Friday, January 23, 2009

emotion and technology

The first real video game was Space War!, but I've never actually seen the original. The first commercial game was Pong, but the first one I remember seeing was Breakout. We were living in Germany on an Air Force base, and the base pizza parlor had a console. I don't remember playing it myself, though.

Not too long after we moved to South Carolina, we got our first video game system. I don't remember the name of the system, but it had four built-in games: Tennis (a Pong derivative), Racketball (don't remember how this was different than pong), Squash (ditto), and a shooting game. In the last game, a big white dot bounced around the screen, and you got to shoot it with a Dirty Harry-esque handgun.

There was a video arcade near the SC base that I'd visit from time to time. On Fridays, they would let you play all you wanted from 8 to 11 for 3 dollars. I would go, jump from game to game, and play until my eyeballs felt like they were about to spontaneously combust. I sucked at the games, but I had one hell of a time killing aliens, shooting tanks, and stabbing monsters.

Later, we finally got an Atari 2600, which took the idea of video games, for me, from a curiosity to a really engaging diversion. I was particularly taken with Yar's Revenge (one of the most fun ways to shoot aliens), but I also remember me and my brother pooling our Christmas money to buy their version of Defender for $50...which is over $110 today.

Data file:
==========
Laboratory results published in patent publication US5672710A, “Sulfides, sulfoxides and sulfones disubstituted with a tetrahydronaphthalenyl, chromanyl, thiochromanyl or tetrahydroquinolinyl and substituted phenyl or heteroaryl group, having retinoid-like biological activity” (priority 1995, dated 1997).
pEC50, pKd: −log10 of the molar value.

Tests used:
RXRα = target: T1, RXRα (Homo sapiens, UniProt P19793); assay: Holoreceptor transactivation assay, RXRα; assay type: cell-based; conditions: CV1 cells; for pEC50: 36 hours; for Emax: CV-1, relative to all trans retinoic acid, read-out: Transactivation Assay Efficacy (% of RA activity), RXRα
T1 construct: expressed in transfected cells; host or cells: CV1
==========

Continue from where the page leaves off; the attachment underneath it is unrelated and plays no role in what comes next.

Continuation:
The Atari was the last system I owned, but I did play others. Many friends had the NES, and I learned that I (a) sucked at Super Mario Brothers, (b) loved fighting in Blades of Steel, and (c) giggled at the racism of RBI Baseball (where all players were white). When I played the Sega, I marveled at the speed of Sonic. I didn't have a lot of experience, but I was pretty sure I knew what video games were.

Later on, though, friends made a point of undermining my outdated knowledge of video games. While I was busy getting a degree, my friends informed me, video games had grown up. There were intricate stories, a variety of genres, many points of view, more dazzling technology. I accepted this, of "young punk" friends were more experienced in this than I. But I only accepted it on an intellectual level. I didn't really know for myself.

Then I got a Wii. Frankly, my main experience with the Wii to date is being constantly surprised by how I react to the games. I wasn't prepared for the atheticism/strategy combination of Wii Sports, for one. Boom Blox I bought because I wanted to smash things. However, there is much more depth, strategy, and subtlety than I was expecting. Wii Fit has actually made exercise something that does not bore me into submission. Exercise can be fun? Apparently so.

But mainly, I wasn't expecting the emotional aspect of the games. I find any number of Wii elements to be very cute. For those of you who don't know me, "cute" is usually the fastest way to turn me off, but I'm enjoying the cuteness of the Wii. Also, I'm reacting weird to the Miis. For those of you who are Wii-inexperienced, you create a virtual version of yourself and use that avatar to play the games. The Wii tends to populate the background of the games with whatever Miis you've created...celebrities, politicians, historical figures, and friends. I find it really funny when I'm playing a game and see Groucho Marx, Teddy Roosevelt, or some character from The Office. However, I also see Miis of my friends show up...and that makes me feel warm and good in ways I can't really yet describe.

Furthermore, I love how it attracts the non-video game crowd. My spousal unit is now a full blown addict. She's got friends of hers who've probably never played a video game in their life to enjoy the Wii.

The Wii continues to shock and surprise me. And I haven't even got to kill a single video game alien or monster yet!

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